Friday, November 13, 2009

A Word about Fats

About a year and a half ago I started eating meat again for the first time in seventeen years. I gave up meat back in the '80s because of how it is "produced" and all the extras (hormones, antibiotics) that were added to it, but with the advent of grassfed meats, and the ability to purchase "local" meat, I have added meat back into my diet.

My meats come to me via FedEx, once a month, from a CSA (Community Supported Agriculture) just north of the Blue Line (the line on maps that delineates the Adirondack Park). The farm is 8 O'clock Ranch, and they work as a cooperative with a couple other neighbor farms. From them I get a mixed bag (box, actually) of meat, mostly pork, but also beef and lamb. I'm on the economy plan, so instead of prime steaks, I get mostly the lesser cuts, like roasts, stew meats, and a lot of sausage. I'm not really a sausage person, so I have a freezer quite full of sausages. If you'd like to try some, stop by and I'll load you up.

Once or twice a year, though, I ask Kassandra to send me some lard. Yes, lard. Leaf lard, to be exact, which is the prime lard found around the kidneys of the pig (lard comes from pigs, by the way). This fat comes in strips and chunks, which I must then render (cook down) before using.

Now, I know for a lot of folks "lard" is a four-letter word. Thanks to a clever marketing campaign after WWII, lard became persona non-grata in the US. However, real lard, leaf lard, non-hydrogenated lard, is actually good for you (and me). How is this possible?

Fat is essential in our diets. Here's a partial list of what fats do for us:

* when eaten as part of a meal, they help slow down food absorbtion so you can go longer without feeling hungry;
* they carry fat-soluable vitamins (A, D, E, and K);
* they are essential for converting carotenes into vitamin A;
* they are necessary for the absorbtion of many minerals.

Prior to the 1920s, when animal fats featured prominantly in the American diet, coronary disease was uncommon. After WWII, with the advent of vegetable oils and fats (Crisco), heart disease soared. This also coincided with an increase in our intake of refined sugars and processed foods (And, my personal favorite, food "products" - what the heck is a "food product" anyway? Give me good old-fashioned real food any day.).

Studies (e.g. The Framingham Study, an similar study in Britain, and the US Multiple Risk Factor Intervention Trail) have shown that intake of animal fats, cholesterol, et al, decreases the rate of heart disease. It's the consumption of processed foods and sugars that are detrimental to our health.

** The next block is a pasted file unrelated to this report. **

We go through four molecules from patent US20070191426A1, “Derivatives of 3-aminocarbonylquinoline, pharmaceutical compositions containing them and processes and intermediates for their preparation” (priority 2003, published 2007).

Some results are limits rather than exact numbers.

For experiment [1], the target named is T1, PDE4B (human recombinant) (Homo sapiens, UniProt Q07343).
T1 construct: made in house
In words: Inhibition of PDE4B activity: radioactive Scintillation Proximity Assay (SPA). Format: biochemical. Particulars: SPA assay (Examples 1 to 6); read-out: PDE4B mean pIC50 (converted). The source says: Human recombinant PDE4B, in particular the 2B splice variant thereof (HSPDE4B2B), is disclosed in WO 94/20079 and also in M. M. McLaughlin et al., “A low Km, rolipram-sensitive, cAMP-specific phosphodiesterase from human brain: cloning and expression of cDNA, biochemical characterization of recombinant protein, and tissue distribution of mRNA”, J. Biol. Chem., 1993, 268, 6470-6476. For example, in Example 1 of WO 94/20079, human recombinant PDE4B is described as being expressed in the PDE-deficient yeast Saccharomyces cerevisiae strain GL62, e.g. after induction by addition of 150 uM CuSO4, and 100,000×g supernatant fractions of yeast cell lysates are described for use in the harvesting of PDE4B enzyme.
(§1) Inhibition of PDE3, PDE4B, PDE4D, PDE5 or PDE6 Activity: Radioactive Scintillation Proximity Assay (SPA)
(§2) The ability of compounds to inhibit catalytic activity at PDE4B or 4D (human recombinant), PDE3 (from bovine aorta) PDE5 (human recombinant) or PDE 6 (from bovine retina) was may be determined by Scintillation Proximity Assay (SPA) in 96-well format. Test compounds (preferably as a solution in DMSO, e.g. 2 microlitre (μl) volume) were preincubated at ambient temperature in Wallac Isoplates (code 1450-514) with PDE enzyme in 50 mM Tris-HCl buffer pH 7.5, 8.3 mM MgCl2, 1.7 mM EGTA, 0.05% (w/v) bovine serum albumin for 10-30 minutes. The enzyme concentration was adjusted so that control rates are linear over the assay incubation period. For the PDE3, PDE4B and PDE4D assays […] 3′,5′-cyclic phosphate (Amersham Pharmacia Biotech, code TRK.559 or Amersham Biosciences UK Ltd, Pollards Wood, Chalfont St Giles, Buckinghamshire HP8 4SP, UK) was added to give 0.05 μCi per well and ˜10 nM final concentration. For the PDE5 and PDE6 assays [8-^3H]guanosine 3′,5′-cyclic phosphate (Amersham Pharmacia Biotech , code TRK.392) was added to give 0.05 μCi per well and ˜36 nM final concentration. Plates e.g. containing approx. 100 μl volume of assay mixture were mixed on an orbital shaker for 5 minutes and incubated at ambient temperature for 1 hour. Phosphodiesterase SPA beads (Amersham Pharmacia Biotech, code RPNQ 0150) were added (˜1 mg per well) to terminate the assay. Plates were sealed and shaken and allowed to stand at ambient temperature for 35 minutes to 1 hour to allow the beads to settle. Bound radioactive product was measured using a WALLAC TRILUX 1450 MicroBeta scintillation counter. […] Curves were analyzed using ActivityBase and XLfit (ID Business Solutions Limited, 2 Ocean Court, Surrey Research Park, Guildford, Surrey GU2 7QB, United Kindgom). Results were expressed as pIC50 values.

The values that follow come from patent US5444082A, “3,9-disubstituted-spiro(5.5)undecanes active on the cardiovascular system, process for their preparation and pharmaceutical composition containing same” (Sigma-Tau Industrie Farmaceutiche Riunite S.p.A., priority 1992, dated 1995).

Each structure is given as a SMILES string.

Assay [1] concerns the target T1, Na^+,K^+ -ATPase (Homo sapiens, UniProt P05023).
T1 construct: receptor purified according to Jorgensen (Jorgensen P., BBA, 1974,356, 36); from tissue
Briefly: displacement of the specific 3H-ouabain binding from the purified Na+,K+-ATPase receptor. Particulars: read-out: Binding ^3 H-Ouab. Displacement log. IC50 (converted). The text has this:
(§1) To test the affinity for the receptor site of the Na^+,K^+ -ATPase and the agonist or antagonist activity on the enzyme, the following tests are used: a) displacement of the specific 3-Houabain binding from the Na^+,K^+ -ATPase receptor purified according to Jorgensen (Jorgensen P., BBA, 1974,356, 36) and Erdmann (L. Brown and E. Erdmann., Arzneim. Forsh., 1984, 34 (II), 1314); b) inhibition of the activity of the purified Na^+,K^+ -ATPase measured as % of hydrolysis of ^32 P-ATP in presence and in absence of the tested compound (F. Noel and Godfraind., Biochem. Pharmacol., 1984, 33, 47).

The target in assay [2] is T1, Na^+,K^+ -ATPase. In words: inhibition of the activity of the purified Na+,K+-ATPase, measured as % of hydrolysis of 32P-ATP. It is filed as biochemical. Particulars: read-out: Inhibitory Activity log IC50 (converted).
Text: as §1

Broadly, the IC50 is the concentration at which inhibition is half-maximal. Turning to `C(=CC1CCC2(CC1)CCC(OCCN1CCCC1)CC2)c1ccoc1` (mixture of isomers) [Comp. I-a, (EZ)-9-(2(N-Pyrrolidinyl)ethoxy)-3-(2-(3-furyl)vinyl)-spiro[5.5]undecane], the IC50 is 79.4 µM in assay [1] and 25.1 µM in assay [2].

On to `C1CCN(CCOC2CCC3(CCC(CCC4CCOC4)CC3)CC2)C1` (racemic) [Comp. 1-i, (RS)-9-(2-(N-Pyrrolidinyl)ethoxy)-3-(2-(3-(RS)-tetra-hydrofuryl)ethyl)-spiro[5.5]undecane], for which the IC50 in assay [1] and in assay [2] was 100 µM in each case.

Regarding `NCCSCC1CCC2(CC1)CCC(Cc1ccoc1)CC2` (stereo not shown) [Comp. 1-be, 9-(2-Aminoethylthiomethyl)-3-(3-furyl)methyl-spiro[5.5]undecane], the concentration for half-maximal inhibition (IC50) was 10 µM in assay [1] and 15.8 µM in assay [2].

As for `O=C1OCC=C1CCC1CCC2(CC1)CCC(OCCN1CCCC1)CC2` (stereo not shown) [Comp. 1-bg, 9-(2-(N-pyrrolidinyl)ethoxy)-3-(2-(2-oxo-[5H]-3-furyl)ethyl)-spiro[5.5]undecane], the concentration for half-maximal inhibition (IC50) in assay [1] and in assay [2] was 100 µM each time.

But not all fats are created equal.

Butter, especiall organic butter that is minimally processed (not mixed with veg. oils, chemicals or water), is very healthy.

Beaf fat (suet and tallow) is full of omega-3 fatty acids (omega-6 and omega-3 are very important, but most people have way too much 6 and way to little 3) and CLA (coagulated linoleic acid). The latter is responsible for increasing metabolic rate, increasing muscle mass while reducing fat, decreasing abdominal fat (woo-hoo; I'm all for that!), strengthening the immune system, as well as reducing risk of cancer, heart disease, diabetes, and hypertension.

Lard and bacon, in their natural form (non-hydrogenated, preservative-free) are ideal for many recipes, and are good for you.

Olive oil is also good for you - extra virgin, organic, cold or expellar pressed. Unfiltered olive oil makes a good meat marinate all by itself.

Fats to be avoided include:
* margarines
* Crisco
* anything hydrogentated
* canola oil (who knew?)
* cottonseed, soy, corn and safflower oils

Now, I know that a lot of folks will never go back to eating the healthy fats, for they have become convinced that they are BAD. That's what an effective marketing campaign will do for you. Unfortunately, it is very difficult to get people to understand that fats can be (and are) good for you.

But don't take my word for it. You can read about the good fats at the following websites:

www.westonaprice.org
www.womentowomen.com
www.schwarzbeinprinciple.com

If I could, I'd add chickens and maybe even a cow to my organic garden. Unfortunately, I live in a neighborhood that doesn't allow livestock. So, the next best thing to raising my own is getting my meat from a local source that focuses on grassfed, grass finished livestock. If you want to take control of your food, you might want to look into it for yourself and your family, too.

3 comments:

Woodswoman Extraordinaire: said...

Awesome post. All sorts of food for thought here - pardon the pun! Maybe I can find a solution to my apple problem through Community Supported Agriculture...

lahru said...

Thank you, I have been looking for a place like 8 O'clock for months. Just placed an order and again, thank you.

Garden Lily said...

You're so right about processed food marketing. I no longer buy canola after reading how it was genetically engineered. But I know it's already in lots of semi-processed foods. And yes, I feel within myself a strong reaction against animal fats (the marketing worked!) even as in my head I can read & agree with your arguments, and know that even I grew up on bacon fat before we "knew better".

When I was much younger, I used margarine instead of butter, and found that instead of caramelizing, it burnt - and produced a very disgusting black mess. Ever since then, I bake or saute only with butter. But I still use margarine as a spread, since I like the softer consistency.